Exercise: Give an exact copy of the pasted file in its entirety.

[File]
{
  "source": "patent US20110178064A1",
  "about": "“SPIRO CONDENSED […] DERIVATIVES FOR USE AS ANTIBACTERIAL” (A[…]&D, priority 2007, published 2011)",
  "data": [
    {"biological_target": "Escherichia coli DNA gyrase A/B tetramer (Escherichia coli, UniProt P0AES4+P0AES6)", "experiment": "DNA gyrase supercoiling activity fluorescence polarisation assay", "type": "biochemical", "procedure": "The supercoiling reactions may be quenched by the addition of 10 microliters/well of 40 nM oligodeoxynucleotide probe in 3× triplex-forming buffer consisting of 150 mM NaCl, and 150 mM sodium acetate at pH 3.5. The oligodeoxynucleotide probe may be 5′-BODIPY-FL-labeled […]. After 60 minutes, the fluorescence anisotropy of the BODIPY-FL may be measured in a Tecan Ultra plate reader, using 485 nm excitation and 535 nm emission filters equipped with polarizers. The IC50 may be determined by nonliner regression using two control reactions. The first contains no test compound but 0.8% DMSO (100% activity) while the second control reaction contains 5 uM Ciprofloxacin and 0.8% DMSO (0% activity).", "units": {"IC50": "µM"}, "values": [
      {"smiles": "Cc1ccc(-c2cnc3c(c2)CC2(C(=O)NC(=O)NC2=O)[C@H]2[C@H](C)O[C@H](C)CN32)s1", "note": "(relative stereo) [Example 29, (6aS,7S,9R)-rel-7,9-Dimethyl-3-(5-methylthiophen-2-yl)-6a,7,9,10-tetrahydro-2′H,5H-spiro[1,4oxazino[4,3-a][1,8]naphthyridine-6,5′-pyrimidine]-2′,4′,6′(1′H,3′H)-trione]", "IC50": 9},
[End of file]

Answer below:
{
  "source": "patent US20110178064A1",
  "about": "“SPIRO CONDENSED […] DERIVATIVES FOR USE AS ANTIBACTERIAL” (A[…]&D, priority 2007, published 2011)",
  "data": [
    {"biological_target": "Escherichia coli DNA gyrase A/B tetramer (Escherichia coli, UniProt P0AES4+P0AES6)", "experiment": "DNA gyrase supercoiling activity fluorescence polarisation assay", "type": "biochemical", "procedure": "The supercoiling reactions may be quenched by the addition of 10 microliters/well of 40 nM oligodeoxynucleotide probe in 3× triplex-forming buffer consisting of 150 mM NaCl, and 150 mM sodium acetate at pH 3.5. The oligodeoxynucleotide probe may be 5′-BODIPY-FL-labeled […]. After 60 minutes, the fluorescence anisotropy of the BODIPY-FL may be measured in a Tecan Ultra plate reader, using 485 nm excitation and 535 nm emission filters equipped with polarizers. The IC50 may be determined by nonliner regression using two control reactions. The first contains no test compound but 0.8% DMSO (100% activity) while the second control reaction contains 5 uM Ciprofloxacin and 0.8% DMSO (0% activity).", "units": {"IC50": "µM"}, "values": [
      {"smiles": "Cc1ccc(-c2cnc3c(c2)CC2(C(=O)NC(=O)NC2=O)[C@H]2[C@H](C)O[C@H](C)CN32)s1", "note": "(relative stereo) [Example 29, (6aS,7S,9R)-rel-7,9-Dimethyl-3-(5-methylthiophen-2-yl)-6a,7,9,10-tetrahydro-2′H,5H-spiro[1,4oxazino[4,3-a][1,8]naphthyridine-6,5′-pyrimidine]-2′,4′,6′(1′H,3′H)-trione]", "IC50": 9},